The global pay-TV market is projected to grow from more than 900 million subscribers in 2014 to 1.21 billion by 2022, while Europe will likely comprise 117.2 million subs by that year, according to SNL Kagan data.
Asia should contribute the largest number of global subs in 2022, as it did in 2014, while cable TV is expected to continue to serve more subscribers than either direct-to-home or IPTV worldwide, although the latter two platforms will continue to experience significant growth over the coming years.
We estimate that there were more than 582 million cable TV subs globally at year-end 2014, dwarfing the 207 million DTH subs and 109 million IPTV subscribers. Some of the largest cable TV/IPTV operators are in China — including the largest of any kind, the IPTV operator China Telecom with more than 29 million subs. Comcast Corp. in the US is the world’s largest cable operator with 22.4 million subs as of 31 March. The US is also home to the largest DTH provider in the world, DIRECTV, with 20.4 million subs as of the end of March, with Dish TV India taking the number two spot at more than 15.8 million subscribers. North America has the highest pay TV penetration regionally, followed by Eastern Europe and Asia.
Multichannel subscribers in Western Europe are currently projected to grow from 108.1 million in 2014 to 117.2 million by 2022. The greatest expansion will come in IPTV services, thanks to the continued investment and development by telcos such as Orange in France, British Telecom in the UK and Spain’s Telefonica. Subscribers served by cable MSOs are expected to decline slightly over this time period as a result of increased competition from other multichannel operators — IPTV and DTH — as well as the growth of online video alternatives taking share in some markets.
However, operators across Europe are responding to streaming competition with the expansion of TV Everywhere and over-the- top services of their own. For example, Sky’s Now TV and Modern Times Group’s Viaplay are keeping customers within those companies’ suite of products even if those customers opt for only the streaming services. Operators across Europe such as the UK’s Virgin Media, France’s Numericable–SFR, Germany’s Deutsche Telekom AG, Denmark’s Waoo! and Sweden’s Com Hem have integrated Netflix into their set- top boxes. There is a notable overlap between Netflix subs and other OTT services as well as pay-TV services in some markets across Europe, with Sky TV, for example, reporting that around 40 per cent of Now TV subs also take Netflix and 20 per cent take Amazon.com’s Prime Instant Video.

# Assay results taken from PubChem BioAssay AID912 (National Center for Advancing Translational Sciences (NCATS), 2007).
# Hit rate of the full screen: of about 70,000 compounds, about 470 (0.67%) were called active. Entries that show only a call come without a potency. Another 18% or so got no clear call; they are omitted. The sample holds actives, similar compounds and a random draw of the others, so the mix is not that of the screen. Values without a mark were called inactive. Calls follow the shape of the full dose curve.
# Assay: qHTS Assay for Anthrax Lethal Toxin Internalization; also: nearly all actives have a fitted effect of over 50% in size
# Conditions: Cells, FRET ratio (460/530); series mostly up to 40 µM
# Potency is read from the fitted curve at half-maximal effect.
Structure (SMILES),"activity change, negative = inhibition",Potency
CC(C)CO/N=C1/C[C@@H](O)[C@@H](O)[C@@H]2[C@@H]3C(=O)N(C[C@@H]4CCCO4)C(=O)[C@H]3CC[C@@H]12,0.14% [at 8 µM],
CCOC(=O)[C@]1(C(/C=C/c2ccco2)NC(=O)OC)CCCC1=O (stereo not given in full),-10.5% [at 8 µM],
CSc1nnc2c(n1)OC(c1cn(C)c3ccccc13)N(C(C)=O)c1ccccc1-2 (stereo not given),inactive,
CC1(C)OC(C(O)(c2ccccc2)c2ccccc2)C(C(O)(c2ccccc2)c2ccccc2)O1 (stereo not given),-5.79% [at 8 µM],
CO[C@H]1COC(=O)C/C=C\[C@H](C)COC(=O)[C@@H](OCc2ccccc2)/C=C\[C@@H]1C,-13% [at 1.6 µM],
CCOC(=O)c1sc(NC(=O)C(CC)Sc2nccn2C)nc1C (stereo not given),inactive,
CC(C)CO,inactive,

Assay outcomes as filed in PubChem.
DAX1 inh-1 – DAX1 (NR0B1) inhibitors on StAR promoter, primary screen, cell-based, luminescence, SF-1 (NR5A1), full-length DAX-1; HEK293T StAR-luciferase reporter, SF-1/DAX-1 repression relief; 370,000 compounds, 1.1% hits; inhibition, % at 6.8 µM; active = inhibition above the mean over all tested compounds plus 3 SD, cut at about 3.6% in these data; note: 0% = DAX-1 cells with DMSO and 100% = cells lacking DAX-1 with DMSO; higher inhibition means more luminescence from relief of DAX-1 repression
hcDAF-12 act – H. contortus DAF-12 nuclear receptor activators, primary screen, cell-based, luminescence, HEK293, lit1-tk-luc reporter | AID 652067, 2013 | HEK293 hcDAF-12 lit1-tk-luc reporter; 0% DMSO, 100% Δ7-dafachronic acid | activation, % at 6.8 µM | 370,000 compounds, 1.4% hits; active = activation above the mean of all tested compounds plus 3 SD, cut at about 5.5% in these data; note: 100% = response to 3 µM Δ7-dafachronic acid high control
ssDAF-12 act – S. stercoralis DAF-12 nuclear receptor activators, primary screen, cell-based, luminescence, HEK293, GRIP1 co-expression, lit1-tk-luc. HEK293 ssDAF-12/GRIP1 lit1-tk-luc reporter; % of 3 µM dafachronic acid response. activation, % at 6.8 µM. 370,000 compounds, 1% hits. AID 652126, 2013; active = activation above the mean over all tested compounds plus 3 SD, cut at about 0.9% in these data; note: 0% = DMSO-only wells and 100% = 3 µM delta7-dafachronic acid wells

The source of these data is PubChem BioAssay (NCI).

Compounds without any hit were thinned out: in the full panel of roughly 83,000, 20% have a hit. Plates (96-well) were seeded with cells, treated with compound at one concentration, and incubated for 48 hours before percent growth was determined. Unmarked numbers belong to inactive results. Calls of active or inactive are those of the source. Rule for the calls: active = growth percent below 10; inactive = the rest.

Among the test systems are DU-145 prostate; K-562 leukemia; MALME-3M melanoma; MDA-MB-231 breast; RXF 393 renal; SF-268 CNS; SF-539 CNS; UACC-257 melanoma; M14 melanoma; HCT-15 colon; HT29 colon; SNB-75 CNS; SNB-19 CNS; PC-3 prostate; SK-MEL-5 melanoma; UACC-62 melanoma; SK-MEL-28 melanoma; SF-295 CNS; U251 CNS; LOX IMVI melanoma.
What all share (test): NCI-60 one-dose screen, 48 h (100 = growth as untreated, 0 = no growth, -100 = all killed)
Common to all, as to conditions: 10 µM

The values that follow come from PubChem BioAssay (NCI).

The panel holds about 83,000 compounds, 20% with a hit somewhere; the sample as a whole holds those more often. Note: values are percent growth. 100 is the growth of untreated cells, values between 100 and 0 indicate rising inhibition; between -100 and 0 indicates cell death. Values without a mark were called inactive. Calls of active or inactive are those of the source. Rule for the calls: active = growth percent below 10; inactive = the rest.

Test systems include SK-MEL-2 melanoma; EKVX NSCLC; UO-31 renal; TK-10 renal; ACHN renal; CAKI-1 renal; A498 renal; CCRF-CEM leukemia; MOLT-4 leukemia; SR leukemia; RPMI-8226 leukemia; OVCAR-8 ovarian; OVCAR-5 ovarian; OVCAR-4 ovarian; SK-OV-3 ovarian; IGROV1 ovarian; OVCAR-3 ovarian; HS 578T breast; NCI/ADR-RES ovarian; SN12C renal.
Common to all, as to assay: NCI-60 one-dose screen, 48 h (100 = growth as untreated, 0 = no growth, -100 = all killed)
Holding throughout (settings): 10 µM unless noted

Our data shows that broadband households exceed multichannel households in the leading markets of France, Germany and the UK, with the growing gap a focus for pay-TV operators. The aggressive rollout of triple- and quad-play services in France has limited the difference, but the gap is expected to increase over time. Aggressive bundling also now characterises the UK market, with BT and TalkTalk Telecom Group rolling out innovative bundles to compete with Virgin Media, which has achieved 90 per cent penetration of its triple/quad-play homes. In fact, in the UK there are few signs of cord cutting, with ample room still existing for pay-TV growth.
Cable and DTH operators in the UK market are achieving a growing penetration of connected devices, which is driving revenue growth from new products and services. Cable still has the competitive edge with high-speed broadband, while DTH provider and market pay-TV leader Sky targets a broad reach of services and premium exclusive content, with a big investment in originals. IPTV players TalkTalk and BT have been focusing in part on alleviating price pressure via bundles to gain market share, and they have achieved some success in selling smaller TV bouquets.
By Robin Flynn, senior analyst and research director, and Mohammed Hamza, TV and video analyst, SNL Kagan
This exclusive article is based on Robin Flynn’s presentation at this year’s TVBEurope2020 Breakfast Briefing